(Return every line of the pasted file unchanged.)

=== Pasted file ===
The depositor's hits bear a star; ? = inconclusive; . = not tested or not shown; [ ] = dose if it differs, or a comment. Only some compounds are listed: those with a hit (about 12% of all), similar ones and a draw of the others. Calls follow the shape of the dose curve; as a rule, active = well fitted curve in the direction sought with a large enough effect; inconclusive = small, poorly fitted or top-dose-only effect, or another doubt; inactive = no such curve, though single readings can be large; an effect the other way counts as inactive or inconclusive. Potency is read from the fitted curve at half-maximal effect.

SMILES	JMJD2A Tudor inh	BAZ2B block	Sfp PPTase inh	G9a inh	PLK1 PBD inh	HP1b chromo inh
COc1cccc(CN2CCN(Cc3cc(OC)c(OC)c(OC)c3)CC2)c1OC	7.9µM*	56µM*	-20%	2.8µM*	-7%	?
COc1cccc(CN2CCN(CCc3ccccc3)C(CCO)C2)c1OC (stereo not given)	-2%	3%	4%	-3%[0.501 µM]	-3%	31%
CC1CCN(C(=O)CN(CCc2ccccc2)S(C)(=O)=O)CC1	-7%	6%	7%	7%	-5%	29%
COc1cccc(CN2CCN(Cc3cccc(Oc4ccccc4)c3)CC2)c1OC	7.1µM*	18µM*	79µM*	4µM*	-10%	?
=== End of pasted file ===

The depositor's hits bear a star; ? = inconclusive; . = not tested or not shown; [ ] = dose if it differs, or a comment. Only some compounds are listed: those with a hit (about 12% of all), similar ones and a draw of the others. Calls follow the shape of the dose curve; as a rule, active = well fitted curve in the direction sought with a large enough effect; inconclusive = small, poorly fitted or top-dose-only effect, or another doubt; inactive = no such curve, though single readings can be large; an effect the other way counts as inactive or inconclusive. Potency is read from the fitted curve at half-maximal effect.

SMILES	JMJD2A Tudor inh	BAZ2B block	Sfp PPTase inh	G9a inh	PLK1 PBD inh	HP1b chromo inh
COc1cccc(CN2CCN(Cc3cc(OC)c(OC)c(OC)c3)CC2)c1OC	7.9µM*	56µM*	-20%	2.8µM*	-7%	?
COc1cccc(CN2CCN(CCc3ccccc3)C(CCO)C2)c1OC (stereo not given)	-2%	3%	4%	-3%[0.501 µM]	-3%	31%
CC1CCN(C(=O)CN(CCc2ccccc2)S(C)(=O)=O)CC1	-7%	6%	7%	7%	-5%	29%
COc1cccc(CN2CCN(Cc3cccc(Oc4ccccc4)c3)CC2)c1OC	7.1µM*	18µM*	79µM*	4µM*	-10%	?